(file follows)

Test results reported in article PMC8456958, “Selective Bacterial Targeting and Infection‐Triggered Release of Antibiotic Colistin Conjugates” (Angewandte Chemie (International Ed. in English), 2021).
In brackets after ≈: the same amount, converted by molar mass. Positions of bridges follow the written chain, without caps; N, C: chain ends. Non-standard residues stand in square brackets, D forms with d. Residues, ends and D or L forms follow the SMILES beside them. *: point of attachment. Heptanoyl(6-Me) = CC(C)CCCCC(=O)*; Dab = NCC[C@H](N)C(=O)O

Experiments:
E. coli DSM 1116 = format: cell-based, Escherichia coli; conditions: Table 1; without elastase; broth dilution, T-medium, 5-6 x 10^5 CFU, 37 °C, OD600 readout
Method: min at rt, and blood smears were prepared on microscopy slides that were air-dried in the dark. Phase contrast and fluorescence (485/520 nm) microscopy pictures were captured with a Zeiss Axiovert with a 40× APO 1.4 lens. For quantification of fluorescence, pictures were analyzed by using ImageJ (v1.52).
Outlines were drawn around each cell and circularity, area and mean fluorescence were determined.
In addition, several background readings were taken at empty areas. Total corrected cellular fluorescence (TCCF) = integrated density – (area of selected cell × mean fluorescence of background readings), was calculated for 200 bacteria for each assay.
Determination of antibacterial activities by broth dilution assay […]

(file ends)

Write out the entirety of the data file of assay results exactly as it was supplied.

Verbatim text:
Test results reported in article PMC8456958, “Selective Bacterial Targeting and Infection‐Triggered Release of Antibiotic Colistin Conjugates” (Angewandte Chemie (International Ed. in English), 2021).
In brackets after ≈: the same amount, converted by molar mass. Positions of bridges follow the written chain, without caps; N, C: chain ends. Non-standard residues stand in square brackets, D forms with d. Residues, ends and D or L forms follow the SMILES beside them. *: point of attachment. Heptanoyl(6-Me) = CC(C)CCCCC(=O)*; Dab = NCC[C@H](N)C(=O)O

Experiments:
E. coli DSM 1116 = format: cell-based, Escherichia coli; conditions: Table 1; without elastase; broth dilution, T-medium, 5-6 x 10^5 CFU, 37 °C, OD600 readout
Method: min at rt, and blood smears were prepared on microscopy slides that were air-dried in the dark. Phase contrast and fluorescence (485/520 nm) microscopy pictures were captured with a Zeiss Axiovert with a 40× APO 1.4 lens. For quantification of fluorescence, pictures were analyzed by using ImageJ (v1.52).
Outlines were drawn around each cell and circularity, area and mean fluorescence were determined.
In addition, several background readings were taken at empty areas. Total corrected cellular fluorescence (TCCF) = integrated density – (area of selected cell × mean fluorescence of background readings), was calculated for 200 bacteria for each assay.
Determination of antibacterial activities by broth dilution assay […]